Toll for those under 55 nears a high as elderly vaccinations help restrain overall tally on Covid Deaths
A surge in Covid-19 deaths caused by the highly contagious Delta variant is hitting working-age people hard while highlighting the risks for people who remain unvaccinated.
Federal data show Covid-19 deaths among people under 55 have roughly matched highs near 1,800 a week set during last winter’s surge. These data show weekly tallies for overall Covid-19 deaths, meanwhile, remain well under half of the pandemic peak near 26,000 reached in January.
The Delta-driven Covid-19 surge is the first major case surge to spread through a par- tially vaccinated U.S. population. High vaccination rates among the elderly, who are more vulnerable to severe Covid-19 outcomes, are restraining the overall increase in deaths, some researchers say. The change is shifting a larger share of deaths to youn- ger populations with lower vaccination rates, underscoring the need to get more people inoculated to curb the pandemic, they say.
“We don’t want anyone to die from a vaccine-preventable disease,” said Samuel Scarpino, managing director of Pathogen Surveillance at the Rockefeller Foundation’s Pandemic Prevention Institute.
The seven-day average for newly reported Covid-19 deaths each day recently eclipsed 1,600, up from an average that briefly moved below 220 a day in early July. With roughly 660,000 known Covid-19 deaths to date, the U.S. is on track to soon top the estimated 675,000 deaths that the Centers for Disease Con- trol and Prevention has linked to the 1918-19 flu pandemic.
Deaths have been concentrated among the unvaccinated, federal data show. The CDC released studies on Fri- day showing that unvaccinated Americans were 4.6 times as likely to be infected, 10 times as likely to be hospitalized and 11 times as likely to die.
At Tampa General Hospital, about 90% of recent Covid-19 patients were unvaccinated, said Peggy Duggan, chief medical officer at the facility, which is one of Florida’s largest hospitals with more than 1,000 beds. Many patients who did get the shots have compromised immune systems due to organ transplants or cancer treatment, Dr. Duggan said.
Tampa General’s recent Covid-19 patients in intensive care were 46 years old on average, far below the average during prior surges when vulnerable seniors were often hospitalized, Dr. Duggan said. The hospital’s death rate for Covid-19 patients hasn’t changed, sticking around 7%. “These are working people, they’re people with families and children they’re still raising,” Dr. Duggan said.
Younger age groups have represented a growing share of deaths since vaccines became available, a trend that has continued into the summer’s Delta surge. Age is a major risk factor for people with Covid-19. People in their 30s are four times as likely to die from infections as people ages 18 to 29, according to the CDC. For people ages 75 to 84, the risk of death is 220 times as high.
Older Americans still account for the most Covid-19 deaths, but their higher vaccination rates have helped hold down the numbers. About 54% of the overall U.S. population and 63% of eligible people ages 12 and above are fully vaccinated, while the average among nursing homes is 84% for their residents, federal data show.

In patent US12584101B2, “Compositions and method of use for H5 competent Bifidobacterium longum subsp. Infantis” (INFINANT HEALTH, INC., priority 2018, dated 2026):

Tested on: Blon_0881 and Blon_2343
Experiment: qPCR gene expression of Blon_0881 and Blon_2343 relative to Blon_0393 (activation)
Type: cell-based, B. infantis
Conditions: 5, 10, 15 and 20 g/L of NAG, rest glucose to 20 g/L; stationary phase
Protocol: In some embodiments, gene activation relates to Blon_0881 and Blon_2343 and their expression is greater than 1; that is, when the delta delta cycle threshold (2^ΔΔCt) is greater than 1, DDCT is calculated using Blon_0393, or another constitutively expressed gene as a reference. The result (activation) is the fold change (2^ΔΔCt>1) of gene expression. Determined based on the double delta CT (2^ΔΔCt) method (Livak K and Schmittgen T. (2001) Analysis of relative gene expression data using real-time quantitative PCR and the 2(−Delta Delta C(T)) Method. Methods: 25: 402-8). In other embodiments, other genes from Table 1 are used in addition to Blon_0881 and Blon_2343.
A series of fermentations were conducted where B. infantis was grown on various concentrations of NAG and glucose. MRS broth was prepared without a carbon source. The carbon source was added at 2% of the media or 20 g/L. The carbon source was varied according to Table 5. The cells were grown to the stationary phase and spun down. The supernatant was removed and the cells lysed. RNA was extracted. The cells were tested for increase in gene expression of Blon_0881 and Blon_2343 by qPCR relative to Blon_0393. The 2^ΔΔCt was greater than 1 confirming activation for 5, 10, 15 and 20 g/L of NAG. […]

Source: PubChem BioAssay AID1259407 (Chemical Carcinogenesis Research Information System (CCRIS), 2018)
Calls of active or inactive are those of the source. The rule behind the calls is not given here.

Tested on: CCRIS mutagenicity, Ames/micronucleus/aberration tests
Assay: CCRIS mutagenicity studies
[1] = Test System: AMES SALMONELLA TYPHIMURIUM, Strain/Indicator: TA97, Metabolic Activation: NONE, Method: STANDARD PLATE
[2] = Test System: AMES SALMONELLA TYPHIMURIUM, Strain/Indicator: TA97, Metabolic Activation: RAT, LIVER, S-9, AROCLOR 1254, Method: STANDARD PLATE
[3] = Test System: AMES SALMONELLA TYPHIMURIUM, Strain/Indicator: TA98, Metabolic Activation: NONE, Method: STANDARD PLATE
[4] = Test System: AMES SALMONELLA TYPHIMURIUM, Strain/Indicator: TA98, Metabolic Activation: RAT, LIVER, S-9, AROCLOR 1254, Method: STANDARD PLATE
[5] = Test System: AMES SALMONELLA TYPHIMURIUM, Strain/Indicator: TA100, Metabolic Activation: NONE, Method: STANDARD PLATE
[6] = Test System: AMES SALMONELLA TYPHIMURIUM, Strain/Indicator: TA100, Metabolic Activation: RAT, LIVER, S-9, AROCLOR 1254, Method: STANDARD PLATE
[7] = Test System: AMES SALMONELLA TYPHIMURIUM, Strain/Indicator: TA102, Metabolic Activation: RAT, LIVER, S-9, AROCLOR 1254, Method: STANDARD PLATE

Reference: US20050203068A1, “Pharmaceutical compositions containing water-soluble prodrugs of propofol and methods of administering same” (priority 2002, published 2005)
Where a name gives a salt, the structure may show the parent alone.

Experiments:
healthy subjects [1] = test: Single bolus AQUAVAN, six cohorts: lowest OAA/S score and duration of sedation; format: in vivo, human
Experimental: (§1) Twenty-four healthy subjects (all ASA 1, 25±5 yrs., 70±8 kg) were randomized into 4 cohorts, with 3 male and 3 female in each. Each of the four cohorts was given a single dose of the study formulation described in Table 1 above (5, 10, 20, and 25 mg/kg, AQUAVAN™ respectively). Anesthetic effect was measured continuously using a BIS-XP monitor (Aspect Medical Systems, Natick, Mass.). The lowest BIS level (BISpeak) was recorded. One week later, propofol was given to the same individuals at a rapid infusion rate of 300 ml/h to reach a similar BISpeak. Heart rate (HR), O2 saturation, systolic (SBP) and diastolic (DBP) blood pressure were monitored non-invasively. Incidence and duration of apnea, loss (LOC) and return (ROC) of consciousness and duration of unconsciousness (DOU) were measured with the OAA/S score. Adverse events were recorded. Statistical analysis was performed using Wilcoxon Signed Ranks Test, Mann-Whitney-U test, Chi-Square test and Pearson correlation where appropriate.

This is yielding benefits in places hit hardest by deadly Covid-19 waves earlier in the pandemic. While the Delta surge set off nursing-home outbreaks again, and workers who chose not to get the vaccine prompted employers and officials to issue mandates for these facilities, residents’ deaths haven’t reached the levels seen earlier in the pandemic.
Despite gains in protecting seniors, the Delta surge has presented major risks to other groups. CDC data continue to show that, compared with non-Hispanic whites, Black and Hispanic people face almost three times the risk of hospitalization and more than twice the risk of death. The rates among Native Americans are even higher. Rates among Asian people are comparable with those of non-Hispanic whites. The disparities stem from factors including pre-existing health conditions, access to healthcare and occupational exposure, public-health experts say.
A measure of daily Covid-19 deaths divided into new hospitalizations from two weeks earlier—covering a gap that clinicians say captures the time it takes for many deaths to occur—shows some turbulence since Delta began driving up cases this summer. This metric counts all Covid-19 deaths, including the roughly one-third that occur outside hospitals, meaning it doesn’t precisely reflect the rate at which hospitalized patients die.
Measuring deaths against hospitalizations shows a decline in deaths after the mass vaccination effort began, reflecting what some health-experts say is more exposure among younger people and improvements in care, but that decline stopped in the spring.
Estimating the overall share of Covid-19 cases that become deadly is difficult, because testing captures only a portion of actual cases. A measure known as the case-fatality ratio, which looks at the number of known cases that become known deaths, appears to be heading lower, some public health experts said.
But because deaths tend to lag three to five weeks behind cases, the death toll may yet grow even as new cases are leveling off. The concentration of those fatalities among u vaccinated people demonstrates how important the shots are to ending the pandemic, said Jodie Guest, vice chair of the epidemiology department at Emory University’s Rollins School of Public Health.
“We cannot accept this as our endemic level, and we have the tools to keep this from being our endemic level,” Dr. Guest said.